The Greenwood Police Department has made an arrest for a bomb threat discovered last Thursday at Greenwood’s East Hills Middle School. Police arrested a female 7th grade student of the school after a confession was obtained detailing her involvement in the threat. The student was arrested for Communicating a False Alarm, a Class D felony, and was transported to the Sebastian County Juvenile Detention Center late Thursday morning.
Captain Richie Wolford stated, “We take threats of this nature very seriously. The safety of our school children, faculty, and staff are of utmost importance to us. With the assistance of school administrators, investigators were able to identify a suspect, conduct an interrogation, and make this arrest. I can’t stress enough how having a good working relationship with the school administration aided in this investigation.”
The Greenwood School District has several policies that address this issue. Policy 4.18 states, “No student shall by the use of violence, force, noise, coercion, threat, intimidation, fear, passive resistance, or another other conduct, intentionally cause the disruption of any function of the school.” Policy 4.19 further expands this by stating, “A student shall not threaten, physically abuse, or attempt to physically abuse, or behave in such a way as to be perceived to threaten bodily harm to any other person (student, employee, or school visitor). An gestures, vulgar, abusive or insulting language, taunting, threatening, harassing, or intimidating remarks by a student toward another person that threatens their well-being is strictly forbidden… . .Students guilty of such an offense may be subject to legal proceedings in addition to student disciplinary measures.”
John Ciesla, Superintendent of the Greenwood School District added, “Threats of violence are taken seriously by this administration. We live in a time where every threat has to be handled as a viable and valid intent to harm. This is unfortunate, but necessary due to events throughout the nation that have harmed many children. “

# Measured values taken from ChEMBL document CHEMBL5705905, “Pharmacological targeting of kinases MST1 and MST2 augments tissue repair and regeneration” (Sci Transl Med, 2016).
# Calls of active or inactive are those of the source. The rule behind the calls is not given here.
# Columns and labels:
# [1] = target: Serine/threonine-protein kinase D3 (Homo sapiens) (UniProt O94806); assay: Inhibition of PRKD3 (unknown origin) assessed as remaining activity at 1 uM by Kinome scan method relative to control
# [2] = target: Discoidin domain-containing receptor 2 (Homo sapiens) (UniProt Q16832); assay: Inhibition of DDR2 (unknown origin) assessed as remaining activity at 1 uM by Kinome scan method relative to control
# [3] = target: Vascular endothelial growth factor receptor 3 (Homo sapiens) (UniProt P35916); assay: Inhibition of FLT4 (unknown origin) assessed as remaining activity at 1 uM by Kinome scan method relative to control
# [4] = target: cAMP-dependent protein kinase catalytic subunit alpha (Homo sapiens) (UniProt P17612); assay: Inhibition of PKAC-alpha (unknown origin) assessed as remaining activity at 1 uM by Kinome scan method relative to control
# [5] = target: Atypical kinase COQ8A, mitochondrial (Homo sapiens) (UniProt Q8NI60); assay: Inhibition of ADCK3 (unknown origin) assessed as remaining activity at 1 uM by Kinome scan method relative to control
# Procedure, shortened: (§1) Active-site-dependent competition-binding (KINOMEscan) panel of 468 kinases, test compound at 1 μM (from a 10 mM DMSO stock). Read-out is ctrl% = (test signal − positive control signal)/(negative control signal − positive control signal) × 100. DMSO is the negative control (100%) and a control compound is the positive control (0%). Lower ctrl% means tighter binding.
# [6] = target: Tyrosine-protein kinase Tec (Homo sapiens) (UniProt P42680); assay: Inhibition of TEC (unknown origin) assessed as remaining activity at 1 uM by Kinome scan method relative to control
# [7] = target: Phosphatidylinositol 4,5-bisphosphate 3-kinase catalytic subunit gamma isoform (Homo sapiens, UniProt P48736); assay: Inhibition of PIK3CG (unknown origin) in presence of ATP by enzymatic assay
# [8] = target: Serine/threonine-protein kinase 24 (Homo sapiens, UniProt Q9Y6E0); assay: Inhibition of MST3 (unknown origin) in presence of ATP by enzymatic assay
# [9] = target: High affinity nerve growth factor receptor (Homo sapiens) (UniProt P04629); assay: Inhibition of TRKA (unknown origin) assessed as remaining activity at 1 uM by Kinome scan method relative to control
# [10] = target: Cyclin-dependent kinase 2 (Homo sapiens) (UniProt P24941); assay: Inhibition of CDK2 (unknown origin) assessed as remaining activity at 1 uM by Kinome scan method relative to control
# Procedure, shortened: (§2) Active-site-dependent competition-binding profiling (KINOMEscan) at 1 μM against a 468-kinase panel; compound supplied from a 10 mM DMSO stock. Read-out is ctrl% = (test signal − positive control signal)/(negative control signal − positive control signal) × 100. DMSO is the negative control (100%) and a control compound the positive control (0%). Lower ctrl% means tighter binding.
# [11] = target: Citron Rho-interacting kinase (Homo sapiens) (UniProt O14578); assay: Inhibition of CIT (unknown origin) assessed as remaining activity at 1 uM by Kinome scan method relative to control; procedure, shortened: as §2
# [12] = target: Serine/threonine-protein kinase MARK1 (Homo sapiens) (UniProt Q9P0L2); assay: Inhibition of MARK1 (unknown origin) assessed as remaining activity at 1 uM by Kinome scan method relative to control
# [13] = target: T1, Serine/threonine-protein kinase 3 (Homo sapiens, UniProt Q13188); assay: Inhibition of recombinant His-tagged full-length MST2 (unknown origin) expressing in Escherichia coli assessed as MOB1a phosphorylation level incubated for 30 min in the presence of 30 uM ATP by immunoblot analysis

He went on to ask parents to talk to their children about the dangers of this kind of threat. “It is important for parents and students to communicate about what goes on in their child’s life. Parents need to be in touch with their kids and discuss what is appropriate socially as well as legally.”
Greenwood Schools have several programs in place to help identify children with problems that might lead to serious problems. “Response to a threat is only one part of our job, “Suzy Wilson, Director of PK-7 Education, explained. “The most important part is working to increase character education, identify children with mental health issues, and deliver early intervention such as counseling, school-based mental health, and social skills groups to these students.”
“The Leader in Me program is being implemented in our elementary schools, where an emphasis is placed on finding something valuable in each child and giving them an avenue to display their skills to the school community. It is our hope that if children know they are valued and accepted, they will not resort to attention getting threats, or even more serious acts, such as lashing out at society.”